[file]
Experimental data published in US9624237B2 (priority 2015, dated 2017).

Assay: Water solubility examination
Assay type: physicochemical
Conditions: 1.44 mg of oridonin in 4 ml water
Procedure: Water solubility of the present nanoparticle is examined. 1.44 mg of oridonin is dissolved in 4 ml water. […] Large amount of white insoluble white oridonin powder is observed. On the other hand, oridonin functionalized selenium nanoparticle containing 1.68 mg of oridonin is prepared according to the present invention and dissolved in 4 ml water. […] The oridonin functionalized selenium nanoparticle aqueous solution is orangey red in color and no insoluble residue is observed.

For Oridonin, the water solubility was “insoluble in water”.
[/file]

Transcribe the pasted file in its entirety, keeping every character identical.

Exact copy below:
Experimental data published in US9624237B2 (priority 2015, dated 2017).

Assay: Water solubility examination
Assay type: physicochemical
Conditions: 1.44 mg of oridonin in 4 ml water
Procedure: Water solubility of the present nanoparticle is examined. 1.44 mg of oridonin is dissolved in 4 ml water. […] Large amount of white insoluble white oridonin powder is observed. On the other hand, oridonin functionalized selenium nanoparticle containing 1.68 mg of oridonin is prepared according to the present invention and dissolved in 4 ml water. […] The oridonin functionalized selenium nanoparticle aqueous solution is orangey red in color and no insoluble residue is observed.

For Oridonin, the water solubility was “insoluble in water”.